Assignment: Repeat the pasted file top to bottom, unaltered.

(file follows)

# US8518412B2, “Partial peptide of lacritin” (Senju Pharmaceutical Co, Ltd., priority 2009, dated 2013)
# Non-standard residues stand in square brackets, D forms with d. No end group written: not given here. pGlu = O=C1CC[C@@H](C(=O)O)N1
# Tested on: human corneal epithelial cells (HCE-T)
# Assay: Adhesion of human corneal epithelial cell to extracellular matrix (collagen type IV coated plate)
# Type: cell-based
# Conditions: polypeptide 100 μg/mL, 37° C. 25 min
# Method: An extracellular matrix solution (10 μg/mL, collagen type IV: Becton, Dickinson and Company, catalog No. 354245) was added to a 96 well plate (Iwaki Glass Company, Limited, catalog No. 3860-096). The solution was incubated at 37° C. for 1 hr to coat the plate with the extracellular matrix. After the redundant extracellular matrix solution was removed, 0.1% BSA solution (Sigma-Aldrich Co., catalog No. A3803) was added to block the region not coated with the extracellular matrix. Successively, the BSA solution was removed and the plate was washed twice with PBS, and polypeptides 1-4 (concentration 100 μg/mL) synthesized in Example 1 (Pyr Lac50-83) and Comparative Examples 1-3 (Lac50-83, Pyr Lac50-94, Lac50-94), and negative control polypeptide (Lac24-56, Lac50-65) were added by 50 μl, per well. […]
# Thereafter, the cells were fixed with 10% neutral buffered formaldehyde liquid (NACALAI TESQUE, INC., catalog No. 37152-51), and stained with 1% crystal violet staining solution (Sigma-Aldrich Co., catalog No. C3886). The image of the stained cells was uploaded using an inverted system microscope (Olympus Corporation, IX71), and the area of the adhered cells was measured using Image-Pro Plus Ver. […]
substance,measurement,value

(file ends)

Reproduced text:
# US8518412B2, “Partial peptide of lacritin” (Senju Pharmaceutical Co, Ltd., priority 2009, dated 2013)
# Non-standard residues stand in square brackets, D forms with d. No end group written: not given here. pGlu = O=C1CC[C@@H](C(=O)O)N1
# Tested on: human corneal epithelial cells (HCE-T)
# Assay: Adhesion of human corneal epithelial cell to extracellular matrix (collagen type IV coated plate)
# Type: cell-based
# Conditions: polypeptide 100 μg/mL, 37° C. 25 min
# Method: An extracellular matrix solution (10 μg/mL, collagen type IV: Becton, Dickinson and Company, catalog No. 354245) was added to a 96 well plate (Iwaki Glass Company, Limited, catalog No. 3860-096). The solution was incubated at 37° C. for 1 hr to coat the plate with the extracellular matrix. After the redundant extracellular matrix solution was removed, 0.1% BSA solution (Sigma-Aldrich Co., catalog No. A3803) was added to block the region not coated with the extracellular matrix. Successively, the BSA solution was removed and the plate was washed twice with PBS, and polypeptides 1-4 (concentration 100 μg/mL) synthesized in Example 1 (Pyr Lac50-83) and Comparative Examples 1-3 (Lac50-83, Pyr Lac50-94, Lac50-94), and negative control polypeptide (Lac24-56, Lac50-65) were added by 50 μl, per well. […]
# Thereafter, the cells were fixed with 10% neutral buffered formaldehyde liquid (NACALAI TESQUE, INC., catalog No. 37152-51), and stained with 1% crystal violet staining solution (Sigma-Aldrich Co., catalog No. C3886). The image of the stained cells was uploaded using an inverted system microscope (Olympus Corporation, IX71), and the area of the adhered cells was measured using Image-Pro Plus Ver. […]
substance,measurement,value